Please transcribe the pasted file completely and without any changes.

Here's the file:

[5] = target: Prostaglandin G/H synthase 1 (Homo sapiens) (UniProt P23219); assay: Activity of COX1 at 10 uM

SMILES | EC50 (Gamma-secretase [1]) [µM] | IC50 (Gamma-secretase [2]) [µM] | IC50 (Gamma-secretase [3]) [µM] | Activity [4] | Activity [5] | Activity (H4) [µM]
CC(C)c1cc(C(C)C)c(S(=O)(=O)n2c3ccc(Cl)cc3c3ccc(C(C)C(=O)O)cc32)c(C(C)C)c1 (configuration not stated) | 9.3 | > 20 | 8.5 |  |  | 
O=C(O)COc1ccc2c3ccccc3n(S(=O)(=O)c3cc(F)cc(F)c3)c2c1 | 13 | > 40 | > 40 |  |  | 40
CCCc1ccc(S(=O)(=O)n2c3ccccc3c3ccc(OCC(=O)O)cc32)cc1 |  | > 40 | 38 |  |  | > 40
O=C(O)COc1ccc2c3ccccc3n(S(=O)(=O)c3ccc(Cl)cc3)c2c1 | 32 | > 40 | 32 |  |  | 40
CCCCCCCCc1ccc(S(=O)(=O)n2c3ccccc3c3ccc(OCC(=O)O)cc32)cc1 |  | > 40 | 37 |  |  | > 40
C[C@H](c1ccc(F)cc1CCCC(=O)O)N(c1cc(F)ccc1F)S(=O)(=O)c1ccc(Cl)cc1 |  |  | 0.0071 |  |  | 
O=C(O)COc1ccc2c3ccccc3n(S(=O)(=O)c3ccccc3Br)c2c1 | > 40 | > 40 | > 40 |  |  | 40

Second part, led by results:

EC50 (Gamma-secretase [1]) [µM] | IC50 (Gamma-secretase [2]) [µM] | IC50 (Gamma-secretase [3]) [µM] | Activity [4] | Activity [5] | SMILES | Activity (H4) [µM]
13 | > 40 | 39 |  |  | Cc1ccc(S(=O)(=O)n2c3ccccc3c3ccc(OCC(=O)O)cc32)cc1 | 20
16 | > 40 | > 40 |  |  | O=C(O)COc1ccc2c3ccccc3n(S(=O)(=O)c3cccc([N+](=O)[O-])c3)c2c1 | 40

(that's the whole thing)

[5] = target: Prostaglandin G/H synthase 1 (Homo sapiens) (UniProt P23219); assay: Activity of COX1 at 10 uM

SMILES | EC50 (Gamma-secretase [1]) [µM] | IC50 (Gamma-secretase [2]) [µM] | IC50 (Gamma-secretase [3]) [µM] | Activity [4] | Activity [5] | Activity (H4) [µM]
CC(C)c1cc(C(C)C)c(S(=O)(=O)n2c3ccc(Cl)cc3c3ccc(C(C)C(=O)O)cc32)c(C(C)C)c1 (configuration not stated) | 9.3 | > 20 | 8.5 |  |  | 
O=C(O)COc1ccc2c3ccccc3n(S(=O)(=O)c3cc(F)cc(F)c3)c2c1 | 13 | > 40 | > 40 |  |  | 40
CCCc1ccc(S(=O)(=O)n2c3ccccc3c3ccc(OCC(=O)O)cc32)cc1 |  | > 40 | 38 |  |  | > 40
O=C(O)COc1ccc2c3ccccc3n(S(=O)(=O)c3ccc(Cl)cc3)c2c1 | 32 | > 40 | 32 |  |  | 40
CCCCCCCCc1ccc(S(=O)(=O)n2c3ccccc3c3ccc(OCC(=O)O)cc32)cc1 |  | > 40 | 37 |  |  | > 40
C[C@H](c1ccc(F)cc1CCCC(=O)O)N(c1cc(F)ccc1F)S(=O)(=O)c1ccc(Cl)cc1 |  |  | 0.0071 |  |  | 
O=C(O)COc1ccc2c3ccccc3n(S(=O)(=O)c3ccccc3Br)c2c1 | > 40 | > 40 | > 40 |  |  | 40

Second part, led by results:

EC50 (Gamma-secretase [1]) [µM] | IC50 (Gamma-secretase [2]) [µM] | IC50 (Gamma-secretase [3]) [µM] | Activity [4] | Activity [5] | SMILES | Activity (H4) [µM]
13 | > 40 | 39 |  |  | Cc1ccc(S(=O)(=O)n2c3ccccc3c3ccc(OCC(=O)O)cc32)cc1 | 20
16 | > 40 | > 40 |  |  | O=C(O)COc1ccc2c3ccccc3n(S(=O)(=O)c3cccc([N+](=O)[O-])c3)c2c1 | 40